Review by Bill Whiting
Photos by Bernice Whiting
The third and final day at the Bunbury Music Festival in Cincinnati, Ohio was climactic and exhilarating. Storms entered into the area, and set times were adjusted until the festival could get back on track. Festival organizers were very professional in handling all aspects of operations throughout the weekend. They kept things sharp, tight, clean and running smoothly. The hot weather returned, but there was plenty of cooling tents and watering stations, along with enough bathrooms for an army. Cincinnati’s Pomegranates enlivened a side stage with an energetic set that tapped into their recordings Heaven and One of Us. Joey Cook and Isaac Kams fronted the collective on vocals and lead guitar, and Jacob Merritt on drums with Curt Kiser on bass provided rhythmic chemistry to hold everything together. Incredibly progressive, and providing some of the loudest and most powerful bludgeoning riffs was UME from Austin, Texas. Playing compositions from their 2009 EP Sunshower and disc Phantoms, UME raised the bar with a caucophonous hootenany that delivered the punk metal goods in a crushing, defining fashion.
Cincinnati’s The Tillers have become consistently dependable at festivals around the tri state region and beyond. Their acoustic folk and bluegrass has increasingly gained an inspired following, allowing them to leave the conventions of the genre, and take bold chances with their harmonies and jazzy, jamming explorations. Mike Oberst, Sean Geil and Aaron Geil have gradually grown into an unexpected treasure, and those that sought the trio out on the side stage at Bunbury were treated to a uniquely moving experience. Philadelphia, PA’s Good Old War also provided many sunny and upbeat moments at Bunbury on Sunday. Their self titled 2010 recording, and 2012’s Come Back As Rain CD had a basketful of melodies the denizens on the Serpentine Wall could harmonize along to. Keith Goodwin and Dan Schwartz complimented each other’s lead singing and guitar soloing, while drummer Tim Arnold held steady on the backbeat percussion. Arnold also impressed with his Harry Belafonte impression during Good Old War’s cover of “Day-O(The Banana Boat Song).” The following act on the Serpentine Wall was one of the most anticipated, and Dayton, Ohio’s legendary Guided By Voices lived up to their immense reputation as a stellar live act. They featured razor splitting cuts from 2012’s Let’s Go Eat the Factory LP througout most of their set, and “We Won’t Apologize For the Human Race,” “Chocolate Boy,” “Doughnut For a Snowman,” Spiderfighter,” and “The Unsinkable Fats Domino” made for a pleasurable, rough and tumble, streetwise urban pop/punk rock sequence of songs. Lead singer Robert Pollard kept everyone’s attention focused on the riveting masterworks “The Goldheart Mountaintop Queen Directory,” and “Game of Pricks,” while he casually swigged simutaneously on a bottle of alcohol and a beer.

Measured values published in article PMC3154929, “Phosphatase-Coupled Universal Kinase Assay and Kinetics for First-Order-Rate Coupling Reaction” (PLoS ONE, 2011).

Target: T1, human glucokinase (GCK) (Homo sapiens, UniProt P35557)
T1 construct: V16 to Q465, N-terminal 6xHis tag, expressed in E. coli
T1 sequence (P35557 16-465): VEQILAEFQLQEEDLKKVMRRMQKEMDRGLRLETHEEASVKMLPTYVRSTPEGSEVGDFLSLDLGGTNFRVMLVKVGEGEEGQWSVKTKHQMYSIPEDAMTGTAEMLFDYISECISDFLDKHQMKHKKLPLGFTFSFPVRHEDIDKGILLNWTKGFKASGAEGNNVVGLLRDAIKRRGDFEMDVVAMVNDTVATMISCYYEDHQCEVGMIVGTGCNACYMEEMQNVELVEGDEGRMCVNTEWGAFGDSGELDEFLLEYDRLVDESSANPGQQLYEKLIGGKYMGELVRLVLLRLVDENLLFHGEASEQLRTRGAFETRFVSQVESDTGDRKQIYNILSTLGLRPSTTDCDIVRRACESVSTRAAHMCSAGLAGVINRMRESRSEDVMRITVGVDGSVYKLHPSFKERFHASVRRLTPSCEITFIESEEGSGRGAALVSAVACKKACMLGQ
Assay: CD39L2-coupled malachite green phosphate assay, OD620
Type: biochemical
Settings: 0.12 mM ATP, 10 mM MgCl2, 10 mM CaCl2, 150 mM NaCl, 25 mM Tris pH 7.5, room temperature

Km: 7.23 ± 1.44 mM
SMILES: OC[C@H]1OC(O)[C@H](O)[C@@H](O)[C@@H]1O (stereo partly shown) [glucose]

Bellingham, Washington’s Death Cab For Cutie was an appropriate choice to close out the 2012 Bunbury Music Festival. Their solid live concerts have become a welcomed reason to celebrate in the area. And, the venerable alternative rock tribe has produced some of the brightest, most inventive slabs of vinyl during the last two decades. Starting with an acoustic foray seemed ironic, and Death Cab For Cutie’s lush harmonizing on “I Will Follow You Into the Dark” reached the back of the main stage’s sprawling lawn. 2011’s recorded gem, Codes and Keys, provided ample fuel to power the Death Cab engine as Ben Gibbard’s iconic vocals wrapped around a driving spin on “Home Is a Fire.” The festival patrons slowly filed into the final staging area, filling it to capacity as the band tore into “Crooked Teeth.” Death Cab’s rhythm section of Nick Hamer on bass and Jason McGerr on drums painted around the edges of the hypnotic, improvisational barn burner, “Doors Unlocked and Open.” It was an unforgettable moment at a festival that breeded with ease one brilliant snapshot in time after another. Death Cab For Cutie’s stew of tight melodies and mixed, expanding instrumentation found a home on the Codes and Keys classic, “You Are a Tourist,” and the pounding, anthemic “The New Year” from the popular 2003 LP, Transatanticism. As Death Cab For Cutie walked off the stage following the riveting encore of “Soul Meets Body,” it was apparent that Cincinnati had gained a world class outdoor music festival for the ages.
Death Cab For Cutie 2012 Bunbury Music Festival Setlist: I Will Follow You Into the Dark-Home Is a Fire-I Will Possess Your Heart-Crooked Teeth-Why You’d Want To Live Here-Doors Unlocked and Open-Grapevine Fires-Summer Skin-Lightness-Portable Television-You Are a Tourist-Lowell,MA-Amputations-